Case of the Day: Strategic Technologies v. Procurement Bureau

The case of the day is Strategic Technologies Pte Ltd. v. Procurement Bureau of the Republic of China Ministry of National Defense, [2020] EWCA Civ. 1604. Strategic Technologies had a contract to supply goods to the Taiwanese government. The contract had an arbitration clause requiring arbitration in Taipei and was governed by Taiwan law. A dispute arose, and Strategic Technologies brought a lawsuit in Singapore. The government sought a stay pending arbitration, which the court granted, but then the government failed to arbitrate. As a result, the stay was lifted and the case went to a default judgment in 2002 (the lower court had held that by participating even to the limited extent of seeking a stay, the Taiwanese government had submitted to the jurisdiction of the Singaporean court). (more…)

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Case of the Day: Servotronics v. Rolls-Royce

The case of the day is Servotronics, Inc. v. Rolls-Royce PLC (7th Cir. 2020). I wrote about a related Fourth Circuit case earlier this year. The case deepens the circuit split on whether Section 1782 reaches private foreign arbitrations. The Fourth and Sixth Circuits have recently said “yes.” The Second and Fifth Circuits had said “no.” Now the Seventh Circuit has taken the Second Circuit view, setting up a very strong candidate for Supreme Court review (assuming the arbitration will still be pending a year from now). (more…)

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Prince Andrew and the Epstein Case: Can the US Government Force The Prince to Cooperate?

In light of today’s news about a US request to the UK government seeking evidence from Prince Andrew, I am re-upping this post from January 2020.

Back in 2015 I wrote about some unserious attempts by lawyers for an alleged victim of Jeffrey Epstein to get testimony or a statement from Prince Andrew. I commented on the haplessness of the strategy of sending requests to Buckingham Palace and the awesomeness of the letterhead of the alleged victims’ lawyers. Later, I commented on a silly follow-up attempt to send official letters to the British Embassy. (more…)

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Royal Scandal of the Day: Can Prince Andrew Be Required To Testify?

Back in 2015 I wrote about some unserious attempts by lawyers for an alleged victim of Jeffrey Epstein to get testimony or a statement from Prince Andrew. I commented on the haplessness of the strategy of sending requests to Buckingham Palace and the awesomeness of the letterhead of the alleged victims’ lawyers. Later, I commented on a silly follow-up attempt to send official letters to the British Embassy. (more…)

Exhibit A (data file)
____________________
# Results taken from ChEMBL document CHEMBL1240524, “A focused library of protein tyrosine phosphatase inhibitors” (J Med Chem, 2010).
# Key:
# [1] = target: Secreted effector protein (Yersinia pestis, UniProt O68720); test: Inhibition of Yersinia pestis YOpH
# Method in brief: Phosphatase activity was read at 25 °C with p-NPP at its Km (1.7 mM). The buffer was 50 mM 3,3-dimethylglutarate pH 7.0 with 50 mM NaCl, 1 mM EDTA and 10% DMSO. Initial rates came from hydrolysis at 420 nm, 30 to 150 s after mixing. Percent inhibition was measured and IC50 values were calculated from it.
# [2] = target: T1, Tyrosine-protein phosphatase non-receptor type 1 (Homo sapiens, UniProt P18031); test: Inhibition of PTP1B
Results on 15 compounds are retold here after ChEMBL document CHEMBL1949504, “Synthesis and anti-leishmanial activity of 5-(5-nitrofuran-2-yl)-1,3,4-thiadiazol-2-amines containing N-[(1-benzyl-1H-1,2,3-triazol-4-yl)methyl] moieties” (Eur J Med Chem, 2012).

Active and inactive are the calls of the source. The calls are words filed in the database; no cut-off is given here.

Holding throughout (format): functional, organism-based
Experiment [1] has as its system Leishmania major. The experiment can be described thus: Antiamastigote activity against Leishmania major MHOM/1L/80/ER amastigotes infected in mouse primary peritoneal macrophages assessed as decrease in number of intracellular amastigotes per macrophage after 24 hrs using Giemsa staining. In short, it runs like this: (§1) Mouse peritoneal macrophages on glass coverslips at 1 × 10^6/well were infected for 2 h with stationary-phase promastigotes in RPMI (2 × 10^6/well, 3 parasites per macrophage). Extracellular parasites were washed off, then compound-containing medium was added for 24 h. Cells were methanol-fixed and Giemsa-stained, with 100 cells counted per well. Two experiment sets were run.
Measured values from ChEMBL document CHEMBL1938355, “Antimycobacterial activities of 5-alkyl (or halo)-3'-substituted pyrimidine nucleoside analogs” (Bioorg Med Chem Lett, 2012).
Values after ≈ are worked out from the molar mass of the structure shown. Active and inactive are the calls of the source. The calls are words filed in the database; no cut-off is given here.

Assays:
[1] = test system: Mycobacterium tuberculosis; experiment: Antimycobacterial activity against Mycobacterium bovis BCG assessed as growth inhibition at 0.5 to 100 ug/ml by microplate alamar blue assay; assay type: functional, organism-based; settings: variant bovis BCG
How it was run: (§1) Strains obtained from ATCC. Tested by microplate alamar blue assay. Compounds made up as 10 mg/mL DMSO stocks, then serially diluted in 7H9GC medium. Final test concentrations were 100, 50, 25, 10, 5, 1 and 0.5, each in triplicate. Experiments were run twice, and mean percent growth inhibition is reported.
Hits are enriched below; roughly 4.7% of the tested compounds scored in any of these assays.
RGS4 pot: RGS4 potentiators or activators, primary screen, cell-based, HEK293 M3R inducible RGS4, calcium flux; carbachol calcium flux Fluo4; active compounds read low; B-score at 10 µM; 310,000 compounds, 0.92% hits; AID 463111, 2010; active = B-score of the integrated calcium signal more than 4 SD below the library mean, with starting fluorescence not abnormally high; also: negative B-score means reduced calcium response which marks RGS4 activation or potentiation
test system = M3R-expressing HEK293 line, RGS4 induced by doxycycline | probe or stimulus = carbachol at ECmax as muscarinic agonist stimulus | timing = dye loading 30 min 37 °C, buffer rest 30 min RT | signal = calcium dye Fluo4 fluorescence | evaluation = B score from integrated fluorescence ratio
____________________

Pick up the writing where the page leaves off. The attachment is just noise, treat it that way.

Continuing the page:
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Belfast Project: Ivor Bell Acquitted

Ivor Bell, who was accused of soliciting the murder of Jean McConville, was acquitted last week in a Northern Ireland court after the judge directed a verdict in his favor. The charges against Bell had resulted from his taped confession, given to researchers at the Belfast Project, an oral history project about the Troubles that I’ve written about extensively over the years. The tapes were the subject of years of litigation after the Northern Ireland authorities requested legal assistance from the US government to obtain them from Boston College under the US/UK mutual legal assistance treaty. After the challenges to the subpoenas were finally, and in my view correctly, rejected and the tapes were produced, there were further challenges in the Northern Ireland courts to their use, which again were rejected, and thus the tapes were offered in evidence at Bell’s trial. But the judge excluded them from evidence, and as the confession was the only real evidence of guilt, decided that the jury could not convict. (more…)

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Case of the Day: Khrapunov v. Prosyankin

The case of the day is Khrapunov v. Prosyankin (9th Cir. 2019). Khrapunov was a defendant in an English lawsuit in which he was alleged to have misappropriated money from JSC BTA Bank, a Kazakh bank. He sought discovery from Google in the Northern District of California for use in the English case, and specifically for use in proceedings aimed at lifting injunctions the English court had issued. The judge, over objections, authorized issuance of the subpoena, and the objectors appealed. While the appeal was pending, the English court decided the injunction issue, denying Khrapunov any relief. Kharpunov’s requests for leave to appeal was denied, and the English court’s decision had become final, though he claimed he could seek to set aside the English decision. (more…)

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